Well, there are buses, but not so popular (don't really know why) so youths just have to coordinate how to get where and back again. There's always somebody that can borrow a car. Mind you cars are very very expensive. A cheap one would cost something around $1700, and the gas is $8,75 (ca) per gallon. Then there's parking…Please forgive me, but I still don't see why he must have a car. Sure it's not fun being the only kid without a car, but he'll survive. Wouldn't it be more important to have money for college ? Where would he get the money for gas and insurance, maintenance ? should he work, what about school?

  5. I guess it's hard to explain when we come from such totally different places. When my son is old enough to drive, he will need a car to get to school, participate in after school activities, go to work, or anything else he needs to do. There isn't an option to walk or ride a bike to school – his school is nearly 10 miles from my house. There are no stores or businesses within walking distance. It's typical for teenagers to get a job after school and on weekends to pay for the expenses of owning a car.If he doesn't have a car, I'm sure he could get a ride to and from school. Beyond that, though, he would be stuck at home all the time. I normally don't get home from work until around 8 PM, so he would have no way to do anything or go anywhere. The only kids I know who don't have a car are those with a stay at home parent who loans them a car. There is no option where I live to go without transportation. And most of the other kids aren't going to drive miles out of their way to take someone all over the place.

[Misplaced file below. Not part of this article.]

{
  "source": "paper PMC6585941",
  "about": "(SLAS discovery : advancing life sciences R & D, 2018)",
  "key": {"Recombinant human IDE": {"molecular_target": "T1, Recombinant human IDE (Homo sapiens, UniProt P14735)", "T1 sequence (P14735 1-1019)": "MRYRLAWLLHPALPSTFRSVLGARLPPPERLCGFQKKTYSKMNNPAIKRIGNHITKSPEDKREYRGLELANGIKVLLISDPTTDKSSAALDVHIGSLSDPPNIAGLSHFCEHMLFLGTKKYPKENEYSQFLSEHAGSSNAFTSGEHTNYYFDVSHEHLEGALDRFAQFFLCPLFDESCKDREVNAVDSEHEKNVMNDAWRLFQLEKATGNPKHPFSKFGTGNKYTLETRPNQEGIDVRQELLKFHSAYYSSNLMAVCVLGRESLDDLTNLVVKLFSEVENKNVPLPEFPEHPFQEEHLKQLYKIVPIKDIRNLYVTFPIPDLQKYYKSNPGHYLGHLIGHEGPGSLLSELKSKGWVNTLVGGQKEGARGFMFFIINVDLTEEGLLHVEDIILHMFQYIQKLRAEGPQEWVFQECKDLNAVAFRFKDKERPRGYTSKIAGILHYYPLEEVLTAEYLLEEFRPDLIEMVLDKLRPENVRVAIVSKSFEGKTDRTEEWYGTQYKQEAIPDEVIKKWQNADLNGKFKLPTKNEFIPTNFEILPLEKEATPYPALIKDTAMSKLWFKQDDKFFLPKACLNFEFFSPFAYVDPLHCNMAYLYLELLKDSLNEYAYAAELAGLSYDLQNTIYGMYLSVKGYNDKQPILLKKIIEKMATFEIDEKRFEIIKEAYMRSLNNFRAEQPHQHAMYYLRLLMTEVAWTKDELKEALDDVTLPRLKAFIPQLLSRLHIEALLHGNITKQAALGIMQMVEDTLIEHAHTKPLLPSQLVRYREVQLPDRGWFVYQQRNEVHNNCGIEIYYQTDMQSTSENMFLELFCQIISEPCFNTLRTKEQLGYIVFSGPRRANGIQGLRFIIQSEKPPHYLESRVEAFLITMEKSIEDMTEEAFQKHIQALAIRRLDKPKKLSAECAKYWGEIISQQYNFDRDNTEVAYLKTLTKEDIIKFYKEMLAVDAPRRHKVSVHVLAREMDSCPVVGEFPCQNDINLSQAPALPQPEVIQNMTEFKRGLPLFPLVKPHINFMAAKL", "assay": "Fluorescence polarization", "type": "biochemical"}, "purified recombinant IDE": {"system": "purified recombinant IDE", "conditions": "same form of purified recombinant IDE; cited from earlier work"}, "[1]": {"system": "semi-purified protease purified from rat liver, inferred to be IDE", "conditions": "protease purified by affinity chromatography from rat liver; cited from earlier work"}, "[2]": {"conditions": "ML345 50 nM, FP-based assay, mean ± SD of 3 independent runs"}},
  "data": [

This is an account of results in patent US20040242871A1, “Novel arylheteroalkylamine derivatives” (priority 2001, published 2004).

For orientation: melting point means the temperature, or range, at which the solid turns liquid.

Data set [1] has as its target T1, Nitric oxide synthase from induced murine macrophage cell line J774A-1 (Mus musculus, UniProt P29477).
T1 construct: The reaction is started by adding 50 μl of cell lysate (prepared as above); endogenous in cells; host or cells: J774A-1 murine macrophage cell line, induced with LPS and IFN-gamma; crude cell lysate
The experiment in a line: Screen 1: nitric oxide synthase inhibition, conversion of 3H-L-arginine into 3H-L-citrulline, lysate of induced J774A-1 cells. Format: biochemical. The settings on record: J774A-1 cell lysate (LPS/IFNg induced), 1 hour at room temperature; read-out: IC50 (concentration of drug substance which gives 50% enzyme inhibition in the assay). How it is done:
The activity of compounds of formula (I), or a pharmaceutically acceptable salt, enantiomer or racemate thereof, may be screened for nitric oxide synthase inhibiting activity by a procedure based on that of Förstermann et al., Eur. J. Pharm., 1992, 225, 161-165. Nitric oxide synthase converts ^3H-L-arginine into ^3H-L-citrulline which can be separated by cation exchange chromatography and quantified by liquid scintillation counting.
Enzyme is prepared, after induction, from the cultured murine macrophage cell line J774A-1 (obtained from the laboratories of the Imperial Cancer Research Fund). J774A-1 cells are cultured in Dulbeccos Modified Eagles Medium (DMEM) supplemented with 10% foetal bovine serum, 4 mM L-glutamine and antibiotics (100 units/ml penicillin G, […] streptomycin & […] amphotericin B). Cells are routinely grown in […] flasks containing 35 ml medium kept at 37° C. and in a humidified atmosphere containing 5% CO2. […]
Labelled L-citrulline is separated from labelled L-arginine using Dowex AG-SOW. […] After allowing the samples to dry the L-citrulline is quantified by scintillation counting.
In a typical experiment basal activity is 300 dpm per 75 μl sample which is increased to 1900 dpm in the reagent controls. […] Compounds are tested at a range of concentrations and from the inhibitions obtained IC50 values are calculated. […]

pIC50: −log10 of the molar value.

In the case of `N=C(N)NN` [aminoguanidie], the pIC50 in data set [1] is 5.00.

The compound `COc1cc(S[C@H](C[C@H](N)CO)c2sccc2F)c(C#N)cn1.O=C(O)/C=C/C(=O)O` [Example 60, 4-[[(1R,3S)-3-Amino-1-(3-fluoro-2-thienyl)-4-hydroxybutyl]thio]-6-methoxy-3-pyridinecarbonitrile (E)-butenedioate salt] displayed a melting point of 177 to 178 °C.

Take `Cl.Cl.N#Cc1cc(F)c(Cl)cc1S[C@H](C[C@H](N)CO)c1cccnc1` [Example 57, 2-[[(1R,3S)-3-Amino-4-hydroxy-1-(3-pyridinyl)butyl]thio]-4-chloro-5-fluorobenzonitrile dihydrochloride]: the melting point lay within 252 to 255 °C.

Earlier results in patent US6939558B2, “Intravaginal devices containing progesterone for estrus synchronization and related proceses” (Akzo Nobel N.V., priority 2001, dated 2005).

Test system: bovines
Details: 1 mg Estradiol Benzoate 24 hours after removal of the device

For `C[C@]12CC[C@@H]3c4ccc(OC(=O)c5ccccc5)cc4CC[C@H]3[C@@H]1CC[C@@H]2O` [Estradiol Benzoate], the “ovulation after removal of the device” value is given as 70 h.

6. Alltid Blakk says:

    ah – I see. My kids has only 2 miles each way to their school. and only 4 into city center. Mine can walk. It's a bit different if it where 4 to school and 8 to the city 🙂

  7. You will get there with time. I mucked up my credit over 10 years ago and just last year did my score finally rise into the "good" to "excellent" range with better financial habits. I.E. paying off all of my debts, not taking out too many new lines of credit, and keeping my payment history up to date. It takes time, but you'll get there! P.S. if it makes you feel any better, my score was a pitiful 533 with Experian 24 months ago.

    • That actually makes me feel a lot better – thank you! I make all my payments on time and my balances are at zero right now, so I keep thinking it has to go up at some point. But I also know I've lowered it by opening two new credit lines in the past few months – the average account age dropped (lowering my score) but my available credit and on-time payments increased (raising my score). It's so hard to know what to do – I wish Fico would just tell us exactly what to do so we could do it!